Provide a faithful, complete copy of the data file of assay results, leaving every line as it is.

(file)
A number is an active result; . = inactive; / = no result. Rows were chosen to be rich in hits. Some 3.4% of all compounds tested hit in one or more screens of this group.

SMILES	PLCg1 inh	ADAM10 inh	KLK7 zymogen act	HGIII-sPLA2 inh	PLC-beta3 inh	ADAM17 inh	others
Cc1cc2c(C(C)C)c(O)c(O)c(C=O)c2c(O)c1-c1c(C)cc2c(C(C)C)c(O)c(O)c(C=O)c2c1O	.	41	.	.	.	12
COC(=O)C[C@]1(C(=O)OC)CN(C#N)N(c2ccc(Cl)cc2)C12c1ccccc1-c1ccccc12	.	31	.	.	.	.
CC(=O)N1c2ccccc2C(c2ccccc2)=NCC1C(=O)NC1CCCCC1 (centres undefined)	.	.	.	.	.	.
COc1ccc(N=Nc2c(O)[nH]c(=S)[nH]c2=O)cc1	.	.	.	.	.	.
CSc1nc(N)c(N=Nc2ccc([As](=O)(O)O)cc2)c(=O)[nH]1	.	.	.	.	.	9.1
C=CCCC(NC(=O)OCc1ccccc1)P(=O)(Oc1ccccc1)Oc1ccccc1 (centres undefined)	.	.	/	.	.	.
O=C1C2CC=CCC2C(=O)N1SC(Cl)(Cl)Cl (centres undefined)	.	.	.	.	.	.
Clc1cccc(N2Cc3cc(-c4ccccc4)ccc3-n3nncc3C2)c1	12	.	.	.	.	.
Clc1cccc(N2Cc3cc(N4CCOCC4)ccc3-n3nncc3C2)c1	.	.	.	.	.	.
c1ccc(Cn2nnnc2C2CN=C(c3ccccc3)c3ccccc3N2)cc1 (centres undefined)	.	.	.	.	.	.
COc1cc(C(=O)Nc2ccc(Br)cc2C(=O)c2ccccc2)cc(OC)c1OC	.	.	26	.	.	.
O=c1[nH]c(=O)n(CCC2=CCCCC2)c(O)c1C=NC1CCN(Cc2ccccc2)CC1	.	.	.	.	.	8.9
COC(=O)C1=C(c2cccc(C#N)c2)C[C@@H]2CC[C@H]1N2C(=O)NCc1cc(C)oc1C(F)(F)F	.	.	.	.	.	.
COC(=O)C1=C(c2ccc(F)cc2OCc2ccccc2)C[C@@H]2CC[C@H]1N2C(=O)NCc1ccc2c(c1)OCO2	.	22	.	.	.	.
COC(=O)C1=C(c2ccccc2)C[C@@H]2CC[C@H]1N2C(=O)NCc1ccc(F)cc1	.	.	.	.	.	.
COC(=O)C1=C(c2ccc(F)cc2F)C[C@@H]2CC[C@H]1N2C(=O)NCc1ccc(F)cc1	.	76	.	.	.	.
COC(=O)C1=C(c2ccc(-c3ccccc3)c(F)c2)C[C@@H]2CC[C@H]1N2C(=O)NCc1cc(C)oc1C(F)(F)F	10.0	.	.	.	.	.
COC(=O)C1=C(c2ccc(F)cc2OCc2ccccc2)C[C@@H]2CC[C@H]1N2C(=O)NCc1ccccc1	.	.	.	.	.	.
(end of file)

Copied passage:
A number is an active result; . = inactive; / = no result. Rows were chosen to be rich in hits. Some 3.4% of all compounds tested hit in one or more screens of this group.

SMILES	PLCg1 inh	ADAM10 inh	KLK7 zymogen act	HGIII-sPLA2 inh	PLC-beta3 inh	ADAM17 inh	others
Cc1cc2c(C(C)C)c(O)c(O)c(C=O)c2c(O)c1-c1c(C)cc2c(C(C)C)c(O)c(O)c(C=O)c2c1O	.	41	.	.	.	12
COC(=O)C[C@]1(C(=O)OC)CN(C#N)N(c2ccc(Cl)cc2)C12c1ccccc1-c1ccccc12	.	31	.	.	.	.
CC(=O)N1c2ccccc2C(c2ccccc2)=NCC1C(=O)NC1CCCCC1 (centres undefined)	.	.	.	.	.	.
COc1ccc(N=Nc2c(O)[nH]c(=S)[nH]c2=O)cc1	.	.	.	.	.	.
CSc1nc(N)c(N=Nc2ccc([As](=O)(O)O)cc2)c(=O)[nH]1	.	.	.	.	.	9.1
C=CCCC(NC(=O)OCc1ccccc1)P(=O)(Oc1ccccc1)Oc1ccccc1 (centres undefined)	.	.	/	.	.	.
O=C1C2CC=CCC2C(=O)N1SC(Cl)(Cl)Cl (centres undefined)	.	.	.	.	.	.
Clc1cccc(N2Cc3cc(-c4ccccc4)ccc3-n3nncc3C2)c1	12	.	.	.	.	.
Clc1cccc(N2Cc3cc(N4CCOCC4)ccc3-n3nncc3C2)c1	.	.	.	.	.	.
c1ccc(Cn2nnnc2C2CN=C(c3ccccc3)c3ccccc3N2)cc1 (centres undefined)	.	.	.	.	.	.
COc1cc(C(=O)Nc2ccc(Br)cc2C(=O)c2ccccc2)cc(OC)c1OC	.	.	26	.	.	.
O=c1[nH]c(=O)n(CCC2=CCCCC2)c(O)c1C=NC1CCN(Cc2ccccc2)CC1	.	.	.	.	.	8.9
COC(=O)C1=C(c2cccc(C#N)c2)C[C@@H]2CC[C@H]1N2C(=O)NCc1cc(C)oc1C(F)(F)F	.	.	.	.	.	.
COC(=O)C1=C(c2ccc(F)cc2OCc2ccccc2)C[C@@H]2CC[C@H]1N2C(=O)NCc1ccc2c(c1)OCO2	.	22	.	.	.	.
COC(=O)C1=C(c2ccccc2)C[C@@H]2CC[C@H]1N2C(=O)NCc1ccc(F)cc1	.	.	.	.	.	.
COC(=O)C1=C(c2ccc(F)cc2F)C[C@@H]2CC[C@H]1N2C(=O)NCc1ccc(F)cc1	.	76	.	.	.	.
COC(=O)C1=C(c2ccc(-c3ccccc3)c(F)c2)C[C@@H]2CC[C@H]1N2C(=O)NCc1cc(C)oc1C(F)(F)F	10.0	.	.	.	.	.
COC(=O)C1=C(c2ccc(F)cc2OCc2ccccc2)C[C@@H]2CC[C@H]1N2C(=O)NCc1ccccc1	.	.	.	.	.	.